Page 1 of 3 123 LastLast
Results 1 to 10 of 21
  1. #1
    Bronze
    Join Date
    May 2002
    Posts
    1,273
    Post Thanks / Like

    Default Mosquito Scarring

    This has been a concern of mine ever since I first came here and saw the long term damage that mosquitoes do to skin. We have a new housekeeper and her arms and most notably her legs are scarred something terrible. She has informed me that she has two windows and the mosquitoes come in and attack her and her child. So I gave her some inexpensive screen and a way to attach it very inexpensively. But what am I missing. Surely they don't want their children to have damaged skin for a lifetime. Why doesn't the man go buy screen and put it up. It isn't that expensive and the positives so much outweigh the little money invested. For the cost of a few beers and you have a solution.

  2. #2
    *** Sin Bin ***
    Join Date
    Apr 2004
    Posts
    3,468
    Post Thanks / Like

    Default

    Quote Originally Posted by Snuffy
    This has been a concern of mine ever since I first came here and saw the long term damage that mosquitoes do to skin. We have a new housekeeper and her arms and most notably her legs are scarred something terrible. She has informed me that she has two windows and the mosquitoes come in and attack her and her child. So I gave her some inexpensive screen and a way to attach it very inexpensively. But what am I missing. Surely they don't want their children to have damaged skin for a lifetime. Why doesn't the man go buy screen and put it up. It isn't that expensive and the positives so much outweigh the little money invested. For the cost of a few beers and you have a solution.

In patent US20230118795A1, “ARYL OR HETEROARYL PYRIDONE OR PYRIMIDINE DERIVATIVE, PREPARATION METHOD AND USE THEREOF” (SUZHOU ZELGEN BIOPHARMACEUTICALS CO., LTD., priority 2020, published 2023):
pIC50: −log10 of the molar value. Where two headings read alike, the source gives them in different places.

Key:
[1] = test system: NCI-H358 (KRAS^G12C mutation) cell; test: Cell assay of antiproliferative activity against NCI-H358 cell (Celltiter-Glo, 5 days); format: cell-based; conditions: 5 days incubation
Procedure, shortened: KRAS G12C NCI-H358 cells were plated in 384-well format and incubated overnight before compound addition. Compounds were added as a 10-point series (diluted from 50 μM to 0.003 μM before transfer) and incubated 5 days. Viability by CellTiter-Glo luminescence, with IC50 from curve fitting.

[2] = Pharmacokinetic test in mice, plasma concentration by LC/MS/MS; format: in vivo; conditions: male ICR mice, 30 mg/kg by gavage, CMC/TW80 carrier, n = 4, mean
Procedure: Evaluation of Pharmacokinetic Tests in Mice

Mosquito bites do not produce long term damage to the skin. The bites usually heal within a day or two leaving no mark. Your housekeeper's problem is related to secondary skin infections supported by the bite lesions. She probably has a skin condition that predisposes her to infection. She needs to strengthen her skin, and most importantly review her higiene habits and environment to check the source of infection.

  3. #3
    Bronze
    Join Date
    May 2002
    Posts
    1,273
    Post Thanks / Like

    Default

    Mirador, I appreciate the response. I am somewhat surprised as mosquito bites leave a scar on my daughter for weeks and maybe months. I do believe these that I see on people are from being constantly attacked by mosquitoes and scratching the wound. Explain the part of strengthening the skin? Anyway, it is a big problem here in this country for those living in barrio.

  4. #4
    Silver
    Join Date
    May 2004
    Posts
    2,745
    Post Thanks / Like

    Default

    Quote Originally Posted by Snuffy
    Mirador, I appreciate the response. I am somewhat surprised as mosquito bites leave a scar on my daughter for weeks and maybe months. I do believe these that I see on people are from being constantly attacked by mosquitoes and scratching the wound. Explain the part of strengthening the skin? Anyway, it is a big problem here in this country for those living in barrio.